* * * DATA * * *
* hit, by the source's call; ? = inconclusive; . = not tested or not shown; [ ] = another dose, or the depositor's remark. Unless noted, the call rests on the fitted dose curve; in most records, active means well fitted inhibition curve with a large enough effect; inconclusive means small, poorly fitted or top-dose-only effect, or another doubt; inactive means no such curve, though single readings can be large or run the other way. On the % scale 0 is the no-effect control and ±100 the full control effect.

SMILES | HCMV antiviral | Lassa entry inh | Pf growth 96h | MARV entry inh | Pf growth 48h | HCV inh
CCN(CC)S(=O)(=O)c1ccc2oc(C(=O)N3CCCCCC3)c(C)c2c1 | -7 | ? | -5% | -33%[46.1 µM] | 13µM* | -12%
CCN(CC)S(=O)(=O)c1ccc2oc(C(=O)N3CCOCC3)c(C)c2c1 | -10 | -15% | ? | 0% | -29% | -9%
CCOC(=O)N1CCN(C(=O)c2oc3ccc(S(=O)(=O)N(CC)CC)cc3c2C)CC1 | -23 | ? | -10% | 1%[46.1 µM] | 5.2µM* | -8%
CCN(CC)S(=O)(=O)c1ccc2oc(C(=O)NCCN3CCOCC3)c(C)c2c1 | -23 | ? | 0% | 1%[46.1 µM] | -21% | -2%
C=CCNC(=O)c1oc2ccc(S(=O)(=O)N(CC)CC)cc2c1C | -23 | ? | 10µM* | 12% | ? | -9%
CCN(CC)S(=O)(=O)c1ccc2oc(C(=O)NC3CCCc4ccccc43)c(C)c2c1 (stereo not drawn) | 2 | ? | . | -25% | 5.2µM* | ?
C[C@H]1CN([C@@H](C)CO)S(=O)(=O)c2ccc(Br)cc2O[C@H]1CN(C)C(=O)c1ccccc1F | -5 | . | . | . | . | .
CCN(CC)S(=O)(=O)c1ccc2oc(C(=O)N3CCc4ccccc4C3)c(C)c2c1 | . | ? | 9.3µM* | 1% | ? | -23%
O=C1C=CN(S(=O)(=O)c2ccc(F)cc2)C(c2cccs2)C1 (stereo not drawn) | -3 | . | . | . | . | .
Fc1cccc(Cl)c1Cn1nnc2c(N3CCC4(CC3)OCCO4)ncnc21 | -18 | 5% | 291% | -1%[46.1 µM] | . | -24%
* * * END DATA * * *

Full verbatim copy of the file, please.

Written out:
* hit, by the source's call; ? = inconclusive; . = not tested or not shown; [ ] = another dose, or the depositor's remark. Unless noted, the call rests on the fitted dose curve; in most records, active means well fitted inhibition curve with a large enough effect; inconclusive means small, poorly fitted or top-dose-only effect, or another doubt; inactive means no such curve, though single readings can be large or run the other way. On the % scale 0 is the no-effect control and ±100 the full control effect.

SMILES | HCMV antiviral | Lassa entry inh | Pf growth 96h | MARV entry inh | Pf growth 48h | HCV inh
CCN(CC)S(=O)(=O)c1ccc2oc(C(=O)N3CCCCCC3)c(C)c2c1 | -7 | ? | -5% | -33%[46.1 µM] | 13µM* | -12%
CCN(CC)S(=O)(=O)c1ccc2oc(C(=O)N3CCOCC3)c(C)c2c1 | -10 | -15% | ? | 0% | -29% | -9%
CCOC(=O)N1CCN(C(=O)c2oc3ccc(S(=O)(=O)N(CC)CC)cc3c2C)CC1 | -23 | ? | -10% | 1%[46.1 µM] | 5.2µM* | -8%
CCN(CC)S(=O)(=O)c1ccc2oc(C(=O)NCCN3CCOCC3)c(C)c2c1 | -23 | ? | 0% | 1%[46.1 µM] | -21% | -2%
C=CCNC(=O)c1oc2ccc(S(=O)(=O)N(CC)CC)cc2c1C | -23 | ? | 10µM* | 12% | ? | -9%
CCN(CC)S(=O)(=O)c1ccc2oc(C(=O)NC3CCCc4ccccc43)c(C)c2c1 (stereo not drawn) | 2 | ? | . | -25% | 5.2µM* | ?
C[C@H]1CN([C@@H](C)CO)S(=O)(=O)c2ccc(Br)cc2O[C@H]1CN(C)C(=O)c1ccccc1F | -5 | . | . | . | . | .
CCN(CC)S(=O)(=O)c1ccc2oc(C(=O)N3CCc4ccccc4C3)c(C)c2c1 | . | ? | 9.3µM* | 1% | ? | -23%
O=C1C=CN(S(=O)(=O)c2ccc(F)cc2)C(c2cccs2)C1 (stereo not drawn) | -3 | . | . | . | . | .
Fc1cccc(Cl)c1Cn1nnc2c(N3CCC4(CC3)OCCO4)ncnc21 | -18 | 5% | 291% | -1%[46.1 µM] | . | -24%